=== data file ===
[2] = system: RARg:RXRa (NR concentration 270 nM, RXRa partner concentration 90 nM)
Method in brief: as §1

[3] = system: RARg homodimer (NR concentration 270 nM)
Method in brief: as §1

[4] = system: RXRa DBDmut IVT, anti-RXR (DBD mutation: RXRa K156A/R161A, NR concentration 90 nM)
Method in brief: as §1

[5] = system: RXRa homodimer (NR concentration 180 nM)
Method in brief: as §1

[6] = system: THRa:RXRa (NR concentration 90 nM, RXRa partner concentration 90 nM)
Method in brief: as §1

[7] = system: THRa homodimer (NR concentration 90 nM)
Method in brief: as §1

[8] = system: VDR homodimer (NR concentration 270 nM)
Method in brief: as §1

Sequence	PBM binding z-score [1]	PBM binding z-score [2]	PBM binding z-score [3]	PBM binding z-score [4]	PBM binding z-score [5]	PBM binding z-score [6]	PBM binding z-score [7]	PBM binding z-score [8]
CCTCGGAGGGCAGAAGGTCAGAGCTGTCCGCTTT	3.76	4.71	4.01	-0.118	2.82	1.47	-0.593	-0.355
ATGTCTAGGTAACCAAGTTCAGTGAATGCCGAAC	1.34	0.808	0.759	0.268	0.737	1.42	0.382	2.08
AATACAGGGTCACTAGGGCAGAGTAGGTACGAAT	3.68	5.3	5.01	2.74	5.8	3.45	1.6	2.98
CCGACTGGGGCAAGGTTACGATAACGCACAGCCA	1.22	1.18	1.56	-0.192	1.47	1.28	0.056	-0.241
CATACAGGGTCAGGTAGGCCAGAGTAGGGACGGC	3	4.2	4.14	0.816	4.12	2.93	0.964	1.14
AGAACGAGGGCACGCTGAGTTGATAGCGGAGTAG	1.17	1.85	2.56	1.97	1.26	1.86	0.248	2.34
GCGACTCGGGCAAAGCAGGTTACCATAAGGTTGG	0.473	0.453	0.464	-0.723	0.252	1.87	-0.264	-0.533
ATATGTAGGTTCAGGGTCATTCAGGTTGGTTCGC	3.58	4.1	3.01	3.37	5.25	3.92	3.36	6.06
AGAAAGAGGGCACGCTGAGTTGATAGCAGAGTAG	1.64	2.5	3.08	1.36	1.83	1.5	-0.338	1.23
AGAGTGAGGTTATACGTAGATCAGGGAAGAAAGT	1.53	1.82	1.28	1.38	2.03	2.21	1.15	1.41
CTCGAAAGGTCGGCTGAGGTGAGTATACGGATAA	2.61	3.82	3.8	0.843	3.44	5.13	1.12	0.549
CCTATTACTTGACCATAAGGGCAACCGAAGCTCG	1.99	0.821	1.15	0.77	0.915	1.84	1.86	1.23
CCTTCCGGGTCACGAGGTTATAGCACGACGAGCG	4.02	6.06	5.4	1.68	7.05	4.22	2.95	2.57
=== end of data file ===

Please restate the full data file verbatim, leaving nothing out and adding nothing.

[2] = system: RARg:RXRa (NR concentration 270 nM, RXRa partner concentration 90 nM)
Method in brief: as §1

[3] = system: RARg homodimer (NR concentration 270 nM)
Method in brief: as §1

[4] = system: RXRa DBDmut IVT, anti-RXR (DBD mutation: RXRa K156A/R161A, NR concentration 90 nM)
Method in brief: as §1

[5] = system: RXRa homodimer (NR concentration 180 nM)
Method in brief: as §1

[6] = system: THRa:RXRa (NR concentration 90 nM, RXRa partner concentration 90 nM)
Method in brief: as §1

[7] = system: THRa homodimer (NR concentration 90 nM)
Method in brief: as §1

[8] = system: VDR homodimer (NR concentration 270 nM)
Method in brief: as §1

Sequence	PBM binding z-score [1]	PBM binding z-score [2]	PBM binding z-score [3]	PBM binding z-score [4]	PBM binding z-score [5]	PBM binding z-score [6]	PBM binding z-score [7]	PBM binding z-score [8]
CCTCGGAGGGCAGAAGGTCAGAGCTGTCCGCTTT	3.76	4.71	4.01	-0.118	2.82	1.47	-0.593	-0.355
ATGTCTAGGTAACCAAGTTCAGTGAATGCCGAAC	1.34	0.808	0.759	0.268	0.737	1.42	0.382	2.08
AATACAGGGTCACTAGGGCAGAGTAGGTACGAAT	3.68	5.3	5.01	2.74	5.8	3.45	1.6	2.98
CCGACTGGGGCAAGGTTACGATAACGCACAGCCA	1.22	1.18	1.56	-0.192	1.47	1.28	0.056	-0.241
CATACAGGGTCAGGTAGGCCAGAGTAGGGACGGC	3	4.2	4.14	0.816	4.12	2.93	0.964	1.14
AGAACGAGGGCACGCTGAGTTGATAGCGGAGTAG	1.17	1.85	2.56	1.97	1.26	1.86	0.248	2.34
GCGACTCGGGCAAAGCAGGTTACCATAAGGTTGG	0.473	0.453	0.464	-0.723	0.252	1.87	-0.264	-0.533
ATATGTAGGTTCAGGGTCATTCAGGTTGGTTCGC	3.58	4.1	3.01	3.37	5.25	3.92	3.36	6.06
AGAAAGAGGGCACGCTGAGTTGATAGCAGAGTAG	1.64	2.5	3.08	1.36	1.83	1.5	-0.338	1.23
AGAGTGAGGTTATACGTAGATCAGGGAAGAAAGT	1.53	1.82	1.28	1.38	2.03	2.21	1.15	1.41
CTCGAAAGGTCGGCTGAGGTGAGTATACGGATAA	2.61	3.82	3.8	0.843	3.44	5.13	1.12	0.549
CCTATTACTTGACCATAAGGGCAACCGAAGCTCG	1.99	0.821	1.15	0.77	0.915	1.84	1.86	1.23
CCTTCCGGGTCACGAGGTTATAGCACGACGAGCG	4.02	6.06	5.4	1.68	7.05	4.22	2.95	2.57